Timon of Athens | Lecture by W. H. Auden

This literature criticism consists of approximately 18 pages of analysis & critique of Timon of Athens.
This section contains 5,387 words
(approx. 18 pages at 300 words per page)
Buy the Lecture by W. H. Auden

Lecture by W. H. Auden

SOURCE: Auden, W. H. “Timon of Athens.” In Lectures on Shakespeare, edited by Arthur Kirsch, pp. 255-69. Princeton, N.J.: Princeton University Press, 2000.

In the following essay, constructed from lectures delivered in 1946 and 1947, Auden calls Timon a “pathological giver” whose giving is motivated by selfishness and a desire to feel superior to others. The critic contends that when Timon's power—his ability to give—is taken away, he falls into “a state of powerless hatred.”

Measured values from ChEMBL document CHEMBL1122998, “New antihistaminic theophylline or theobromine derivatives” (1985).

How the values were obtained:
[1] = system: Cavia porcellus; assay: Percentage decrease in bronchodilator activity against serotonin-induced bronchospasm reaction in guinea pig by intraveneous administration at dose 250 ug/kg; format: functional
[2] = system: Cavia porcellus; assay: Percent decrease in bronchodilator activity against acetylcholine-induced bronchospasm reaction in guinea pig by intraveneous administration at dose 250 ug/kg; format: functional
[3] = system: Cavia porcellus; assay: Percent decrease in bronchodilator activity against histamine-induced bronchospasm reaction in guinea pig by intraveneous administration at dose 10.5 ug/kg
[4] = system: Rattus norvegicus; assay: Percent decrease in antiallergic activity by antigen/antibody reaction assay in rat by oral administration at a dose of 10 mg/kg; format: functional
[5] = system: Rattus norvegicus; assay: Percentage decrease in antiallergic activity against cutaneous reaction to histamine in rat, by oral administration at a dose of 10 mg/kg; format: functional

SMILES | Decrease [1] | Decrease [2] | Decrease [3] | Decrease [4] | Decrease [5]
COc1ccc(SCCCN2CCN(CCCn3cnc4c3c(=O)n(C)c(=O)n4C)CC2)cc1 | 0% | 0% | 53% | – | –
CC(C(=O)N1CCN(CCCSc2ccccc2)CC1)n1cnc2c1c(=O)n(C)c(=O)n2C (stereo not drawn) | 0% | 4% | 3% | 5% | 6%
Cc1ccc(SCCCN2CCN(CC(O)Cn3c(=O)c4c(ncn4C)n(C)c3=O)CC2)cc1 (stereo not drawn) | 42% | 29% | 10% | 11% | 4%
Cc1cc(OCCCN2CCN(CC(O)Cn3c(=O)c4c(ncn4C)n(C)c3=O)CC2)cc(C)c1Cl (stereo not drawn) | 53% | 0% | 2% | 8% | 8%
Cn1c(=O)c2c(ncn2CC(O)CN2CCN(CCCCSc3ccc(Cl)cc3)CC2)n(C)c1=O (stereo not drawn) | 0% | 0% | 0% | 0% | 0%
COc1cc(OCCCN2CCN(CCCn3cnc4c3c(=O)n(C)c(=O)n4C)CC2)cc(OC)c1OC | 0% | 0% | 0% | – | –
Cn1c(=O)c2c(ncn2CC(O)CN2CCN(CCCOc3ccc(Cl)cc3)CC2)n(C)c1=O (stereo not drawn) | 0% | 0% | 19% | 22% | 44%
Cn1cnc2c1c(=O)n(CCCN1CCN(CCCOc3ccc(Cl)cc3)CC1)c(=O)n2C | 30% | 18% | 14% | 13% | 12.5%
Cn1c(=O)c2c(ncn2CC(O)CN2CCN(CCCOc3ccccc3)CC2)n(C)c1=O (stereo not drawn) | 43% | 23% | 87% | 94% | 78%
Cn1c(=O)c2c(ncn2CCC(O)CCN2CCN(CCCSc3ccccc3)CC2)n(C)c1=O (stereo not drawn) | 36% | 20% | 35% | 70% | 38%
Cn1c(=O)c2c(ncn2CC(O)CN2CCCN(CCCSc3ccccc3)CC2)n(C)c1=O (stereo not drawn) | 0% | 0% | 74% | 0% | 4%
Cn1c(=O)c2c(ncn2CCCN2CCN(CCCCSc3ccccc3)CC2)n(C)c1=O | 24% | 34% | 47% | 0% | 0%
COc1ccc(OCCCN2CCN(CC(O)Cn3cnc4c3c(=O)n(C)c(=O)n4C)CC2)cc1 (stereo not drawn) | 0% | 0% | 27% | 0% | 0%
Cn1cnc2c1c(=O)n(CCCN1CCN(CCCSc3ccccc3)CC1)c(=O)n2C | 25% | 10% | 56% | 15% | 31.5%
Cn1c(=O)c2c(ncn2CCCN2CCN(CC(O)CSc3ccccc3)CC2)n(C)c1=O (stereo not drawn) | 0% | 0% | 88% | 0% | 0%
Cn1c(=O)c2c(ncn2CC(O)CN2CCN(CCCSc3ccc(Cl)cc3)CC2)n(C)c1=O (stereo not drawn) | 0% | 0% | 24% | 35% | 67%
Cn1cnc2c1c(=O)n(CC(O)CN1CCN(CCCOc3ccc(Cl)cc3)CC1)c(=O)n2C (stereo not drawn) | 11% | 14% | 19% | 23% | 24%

Timon of Athens is an interim work between the great tragedies and the last batch of Shakespeare's plays, which are usually known as the romance comedies. It is rash to draw inferences from an author's works about his life. Timon is not a personal work, as Hamlet may be. The five...

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This section contains 5,387 words
(approx. 18 pages at 300 words per page)
Buy the Lecture by W. H. Auden